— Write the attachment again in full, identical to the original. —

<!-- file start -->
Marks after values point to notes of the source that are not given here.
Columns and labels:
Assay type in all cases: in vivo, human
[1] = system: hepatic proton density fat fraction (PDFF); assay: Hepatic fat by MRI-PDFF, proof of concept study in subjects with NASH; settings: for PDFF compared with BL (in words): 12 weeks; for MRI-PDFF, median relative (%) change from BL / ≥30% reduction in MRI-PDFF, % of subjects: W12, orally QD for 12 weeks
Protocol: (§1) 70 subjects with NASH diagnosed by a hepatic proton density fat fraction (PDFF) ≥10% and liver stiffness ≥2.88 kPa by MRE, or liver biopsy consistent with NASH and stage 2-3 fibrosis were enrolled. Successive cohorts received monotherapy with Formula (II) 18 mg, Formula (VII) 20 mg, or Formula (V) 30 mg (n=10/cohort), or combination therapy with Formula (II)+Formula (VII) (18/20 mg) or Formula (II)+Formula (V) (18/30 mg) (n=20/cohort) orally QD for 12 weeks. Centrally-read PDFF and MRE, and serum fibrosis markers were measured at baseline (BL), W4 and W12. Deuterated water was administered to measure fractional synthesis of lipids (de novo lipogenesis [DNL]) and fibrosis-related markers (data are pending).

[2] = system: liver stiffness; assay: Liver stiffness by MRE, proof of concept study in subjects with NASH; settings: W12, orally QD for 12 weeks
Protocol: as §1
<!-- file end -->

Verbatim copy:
Marks after values point to notes of the source that are not given here.
Columns and labels:
Assay type in all cases: in vivo, human
[1] = system: hepatic proton density fat fraction (PDFF); assay: Hepatic fat by MRI-PDFF, proof of concept study in subjects with NASH; settings: for PDFF compared with BL (in words): 12 weeks; for MRI-PDFF, median relative (%) change from BL / ≥30% reduction in MRI-PDFF, % of subjects: W12, orally QD for 12 weeks
Protocol: (§1) 70 subjects with NASH diagnosed by a hepatic proton density fat fraction (PDFF) ≥10% and liver stiffness ≥2.88 kPa by MRE, or liver biopsy consistent with NASH and stage 2-3 fibrosis were enrolled. Successive cohorts received monotherapy with Formula (II) 18 mg, Formula (VII) 20 mg, or Formula (V) 30 mg (n=10/cohort), or combination therapy with Formula (II)+Formula (VII) (18/20 mg) or Formula (II)+Formula (V) (18/30 mg) (n=20/cohort) orally QD for 12 weeks. Centrally-read PDFF and MRE, and serum fibrosis markers were measured at baseline (BL), W4 and W12. Deuterated water was administered to measure fractional synthesis of lipids (de novo lipogenesis [DNL]) and fibrosis-related markers (data are pending).

[2] = system: liver stiffness; assay: Liver stiffness by MRE, proof of concept study in subjects with NASH; settings: W12, orally QD for 12 weeks
Protocol: as §1